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cyber-threat

3 Keys to a Comprehensive Insider Threat Monitoring Strategy

April 2, 2020
Critical manufacturing suffers the highest number of attacks of all critical infrastructure.

A few years ago, a former employee of the Dow Chemical Company named Wen Chyu Liu was sentenced to 60 months in prison for stealing trade secrets and selling them to China. Liu became a poster boy for the dangers posed by insider threats. His case was cited in an implementation guide for insider threat programs, an updated version of which was released by the DHS's Cybersecurity and Infrastructure Security Agency (CISA) late last year. The guide emphasizes critical manufacturing, which suffers the highest number of attacks of all critical infrastructure.

Insider threats don’t require a malicious employee like Liu, though. Imposters can also steal an employee’s credentials—the insider threat that gets reported least but costs the most, according to the Ponemon Institute. In the wake of heightened tension with Iran, CISA recently recommended extra vigilance around critical infrastructure, as Iranian cyber threat actors have historically used spear-phishing and other tactics in an attempt to gain inside access.

Insider threat programs are an unfortunate reality in the manufacturing sector. And yet, a fire-and-forget implementation is insufficient; you need to take proactive and ongoing measures to ensure your organization is protected.

Here are three steps to ensure your company is doing more than just checking the box with its insider threat program.

1. Run through possible scenarios. Many organizations recognize the risk of insider threats but see the solution as simply purchasing technology that will help them monitor and mitigate cybersecurity incidents. While technology is a critical component of any cyber defense system, organizations should first invest in significant planning, which entails running through what-if scenarios with key stakeholders. Cybersecurity efforts can’t solely be driven by IT. Bring human resources, ethics, security, and other key players into one room. Present them with several scenarios. Help them understand the importance of the threat. Get them involved in the company’s risk mitigation efforts.

Let’s say a rogue developer puts a backdoor into a piece of software enabling an outside user to take down a network system or assembly line, or a privileged user takes their credentials and walks out the door. Who is responsible for access control? How would each group respond if a threat was realized? What would be the waterfall impact to the organization as a whole? These important conversations must take place upfront and should continue to be part of the ongoing review process of any comprehensive insider threat monitoring program.

2. Implement dynamic user protection. In the case of Liu, there were many red flags, evident in hindsight, that something was amiss, such as accessing information that he didn’t need to know, unnecessary foreign travel, and unexplained affluence. Organizations need to be proactive about identifying these red flags, which often manifest in unusual behaviors. That means instituting continuous user activity monitoring combined with adaptive risk management across the entire swath of your organization, from people working in-house and on-premises to remote users relying on the cloud.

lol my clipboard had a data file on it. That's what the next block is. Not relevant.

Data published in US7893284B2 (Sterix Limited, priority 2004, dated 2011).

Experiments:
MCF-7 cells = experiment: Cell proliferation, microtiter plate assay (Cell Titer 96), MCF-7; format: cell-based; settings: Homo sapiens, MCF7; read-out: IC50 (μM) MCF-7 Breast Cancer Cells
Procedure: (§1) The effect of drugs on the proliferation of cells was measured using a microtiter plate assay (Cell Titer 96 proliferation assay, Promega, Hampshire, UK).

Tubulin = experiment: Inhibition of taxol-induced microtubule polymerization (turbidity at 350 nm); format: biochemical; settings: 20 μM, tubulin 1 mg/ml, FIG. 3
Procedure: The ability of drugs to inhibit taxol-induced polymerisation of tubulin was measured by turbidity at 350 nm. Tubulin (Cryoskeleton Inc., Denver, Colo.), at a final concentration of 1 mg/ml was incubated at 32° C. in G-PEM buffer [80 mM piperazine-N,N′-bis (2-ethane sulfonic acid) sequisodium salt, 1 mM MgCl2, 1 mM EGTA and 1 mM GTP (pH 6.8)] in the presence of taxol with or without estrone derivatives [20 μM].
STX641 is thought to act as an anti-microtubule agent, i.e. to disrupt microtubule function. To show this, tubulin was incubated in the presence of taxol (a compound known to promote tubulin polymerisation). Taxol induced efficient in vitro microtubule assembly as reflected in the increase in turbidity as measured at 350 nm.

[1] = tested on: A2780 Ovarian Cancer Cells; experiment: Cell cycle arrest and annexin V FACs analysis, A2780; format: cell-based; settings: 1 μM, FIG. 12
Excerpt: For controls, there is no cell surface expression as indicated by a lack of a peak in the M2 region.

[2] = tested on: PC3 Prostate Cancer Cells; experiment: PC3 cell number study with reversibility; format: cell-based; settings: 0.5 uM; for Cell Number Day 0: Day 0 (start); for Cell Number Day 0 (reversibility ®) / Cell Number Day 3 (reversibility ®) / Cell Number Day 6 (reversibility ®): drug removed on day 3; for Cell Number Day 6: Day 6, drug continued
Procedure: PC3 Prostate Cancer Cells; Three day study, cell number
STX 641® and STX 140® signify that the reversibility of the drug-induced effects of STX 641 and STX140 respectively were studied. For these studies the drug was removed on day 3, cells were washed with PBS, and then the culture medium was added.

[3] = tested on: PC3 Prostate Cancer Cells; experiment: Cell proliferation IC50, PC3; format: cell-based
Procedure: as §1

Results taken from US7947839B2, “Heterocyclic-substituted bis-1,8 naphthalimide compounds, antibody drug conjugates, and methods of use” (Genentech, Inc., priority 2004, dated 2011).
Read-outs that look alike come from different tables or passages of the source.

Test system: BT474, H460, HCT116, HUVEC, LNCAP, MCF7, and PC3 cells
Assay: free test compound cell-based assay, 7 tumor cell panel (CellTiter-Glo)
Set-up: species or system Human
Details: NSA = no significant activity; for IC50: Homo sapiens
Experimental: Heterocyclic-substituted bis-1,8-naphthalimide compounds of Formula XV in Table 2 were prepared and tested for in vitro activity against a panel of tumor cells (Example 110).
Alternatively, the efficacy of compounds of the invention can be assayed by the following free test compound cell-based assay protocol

Full visibility across your user base allows for a full understanding of what normal behavior looks like based on metadata (network & endpoint), external data sources, forensics, and video context. With this information, you can monitor critical systems and analyze related user actions for risky behavior and anomalies that could indicate potential fraud or cyber sabotage. Most importantly, you can mitigate such risk accordingly—and without having to shut down operations and penalize the entire organization when something looks amiss. Dynamic user protection lets you target just the suspicious high-risk individual, which means non-suspicious low-risk users can still get their work done efficiently and securely.

User activity monitoring programs are really no different than a credit card company monitoring for fraudulent behavior and notifying consumers of a potential compromise—monitoring that most people welcome, not fear. It’s important to teach that insider threat programs benefit everyone who works for the company, and for individuals to understand how they may be at risk.

3. Engage with your employees. Indeed, employees remain the best resource for identifying a potential breach before it happens. By engaging employees, they become part of the solution as opposed to part of the problem. 

Some employees may be more susceptible to a security breach simply because of their role and proximity to sensitive information. For example, a CIO might be more of a target than someone who does not routinely access proprietary data. On the one hand, agencies should take into account non-cyber data sources like a users’ proximity to sensitive data and daily behavioral patterns when they respond to anomalies. But they also should engage with employees, particularly those with privileged access, so they understand the importance of risk management and their responsibility in protecting sensitive data and systems.

In critical manufacturing, a comprehensive insider threat program is crucial--and it begins with the people within the organization. Technology is great and essential, but human beings make the best cybersecurity firewall. Educating everyone within the organization about the potential for insider threats—and complementing that education with the right technology—can go a long way toward stemming the tide of security breaches.